I have no clue what you are complaining about. If you don't like these movies don't see them. I don't understand why Tom Hanks & Will Smith are entertaining, so I don't see films with them in it, but I know they are popular so I'm not going claim false premises like you did above. Saying the only way indie films get recognized is if it's quirky just makes no sense. Frozen River was nominated for an Oscar last year, surely that is recognition (whether you like the Oscars or not is irrelevant to the point) & the film is far from quirky. Gomorrah is one of the best films I've seen in the past 2 years, it's an extreme, Italian-indie movie that definitely takes chances & also has received tons of buzz. Let The Right One In I mean, who hasn't heard of this by now, a foreign, indie-movie with no major distributor when it initially was made & it was by far IMO the best film of last year. I can go on & on. I understand the hate for the Juno-esque genre of late, but to claim that this is the only way an indie-film gets buzz or that movies don't take chances anymore is just flat out false.

And for all the people here drooling over Public Enemies, & Hairy Potter, & Transformers, all movies I find far more cliched & bromide, I'm one-thousand times more excited for 500 Days of Summer this Summer, which IMO is way more refreshing then all this mindless summer compost.

Hokeyboy
06-28-09, 01:09 PM
I think he's rallying against the overt commoditization of independent films lately (especially in the marketing of said product), but I understand what Sessa's talking about too.

kurupt
06-28-09, 01:10 PM
Actually, I think Wes Anderson may have been the one to popularize, if not start the trend, but I love his movies. Go figure.

While I generally like Wes Anderson films, I think his well is starting to run dry. I agree with the nuveau-indie contrived quirk sentiment though. All of the films you cited played very well for me on the first run, but none (other than Napolean Dynamite which I've only seen twice and liked both times) have held up well at all under repeated viewings. It's gotten to the point that I get angry when I'm flipping channels and catch a part of the "I'm-so-indie-cool-and-quirky-I-have-a-hamburger-phone" dialogue of Juno.

Michael Cera, on the other hand, is a master of his trade. His trade might be very limited (the stammering, nervous kid), but it works for me. I might be biased, though, because every character he plays is basically an extension of his Arrested Development character, and I'm a huge fan of the show.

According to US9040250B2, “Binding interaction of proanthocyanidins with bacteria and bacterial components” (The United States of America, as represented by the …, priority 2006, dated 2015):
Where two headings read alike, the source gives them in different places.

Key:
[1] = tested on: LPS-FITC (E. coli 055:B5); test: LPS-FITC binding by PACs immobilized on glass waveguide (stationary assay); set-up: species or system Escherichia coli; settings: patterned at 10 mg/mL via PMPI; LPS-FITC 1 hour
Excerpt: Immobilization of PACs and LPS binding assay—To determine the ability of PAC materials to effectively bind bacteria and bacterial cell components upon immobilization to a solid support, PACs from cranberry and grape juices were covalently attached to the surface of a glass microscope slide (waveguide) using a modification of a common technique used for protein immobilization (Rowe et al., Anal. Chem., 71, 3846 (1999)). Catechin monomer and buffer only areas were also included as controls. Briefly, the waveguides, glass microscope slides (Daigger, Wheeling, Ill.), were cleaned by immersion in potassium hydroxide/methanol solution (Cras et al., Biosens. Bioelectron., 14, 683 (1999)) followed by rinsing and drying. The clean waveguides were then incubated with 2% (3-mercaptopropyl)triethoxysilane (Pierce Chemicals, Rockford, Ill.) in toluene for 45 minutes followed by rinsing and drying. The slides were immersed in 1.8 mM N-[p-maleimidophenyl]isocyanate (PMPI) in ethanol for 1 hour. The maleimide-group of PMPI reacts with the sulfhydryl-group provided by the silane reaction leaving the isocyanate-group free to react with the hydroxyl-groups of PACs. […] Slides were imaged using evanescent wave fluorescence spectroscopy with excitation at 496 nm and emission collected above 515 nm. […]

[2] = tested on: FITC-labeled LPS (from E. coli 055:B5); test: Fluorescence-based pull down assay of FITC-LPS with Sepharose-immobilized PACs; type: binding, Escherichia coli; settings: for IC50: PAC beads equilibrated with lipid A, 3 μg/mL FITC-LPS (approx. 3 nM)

foofighters7
06-28-09, 01:19 PM
Mallet- I know you know there are still Independent films out there that are pushing bounderies and not trying to be, as you put it "just left of center".

Napoleon did well and deservedly so I say. What was like it before?

Juno did well and I think it deserved most of it, just not quite all the hype.

Yes, when I saw the trailer for Paper Heart I thought "wow, Cera likes making these type of movies, basically playing a similar character (see also Nick & Nora).

Little Miss Sunshine though, I dont see how you lump it in with these others? Seems like it doesnt really fit with the others even. Yes it was an quasi-Independent film and did well but I think it falls well outside the quirk of the likes of Napoleon, Paper Heart, etc.

I love Independent films, foreign, etc. But I would hardly call Napoleon, Juno, Little Miss Sunshine crap. I think that is ridiculous statement. You speak of films taking chances. I think Napoleon Dynamite would be considered a "taking a chance" film.
By the way, SLAV was hated by many when it came out even by people who liked Independent cinema. I for one like it but do not see a huge 'taking a chance film'.

I certainly understand the dislike of films mimicking other popular films. This goes for any genre, including 'quirky Independent-like films.
Having said that, I hardly think Napoleon, LMS, and Juno could really be accused of this.

I love all types of film, and although I'm not sure If I will see Paper Heart, (I might), I will at least await Michael Cera in the Arrested Development movie!

Supermallet
06-28-09, 01:26 PM
You guys are right, I'm not saying every indie film has become this way, but these types of films have become so desired by studios that we are seeing more of them, and the marketing for them is far more expansive and pervasive than before. I stopped bothering to watch these movies, but working at a theater, I can't avoid the marketing for them.

Napoleon Dynamite seemed like it was just designed to sell t-shirts at Hot Topic. Juno was disappointing on a first viewing, and then the incessant hype became complete overkill and actually made me hate the movie.

maxfisher
06-28-09, 01:28 PM
I guess Anderson probably is a big influence in the whole quirky indie dramedy movement, but I enjoy his films and think they feel a lot more authentic most others. I usually think more of Garden State as kicking the trend off. It's just about turned into it's own genre at this point and it grates on me as well. I hated Juno. Napolean Dynamite was a couple of funny scenes planted amidst a wannabe SNL sketch idea stretched out to feature length. Little Miss Sunshine was alright, but far overpraised. IMO, the thing that makes these movies so irritating is that they constantly feel like everyone involved is trying to impress the audience with how clever they are. From the posters to the previews to the soundtracks to the scripts, they feel more concerned about validation and ego-stroking than telling worthwhile or entertaining story.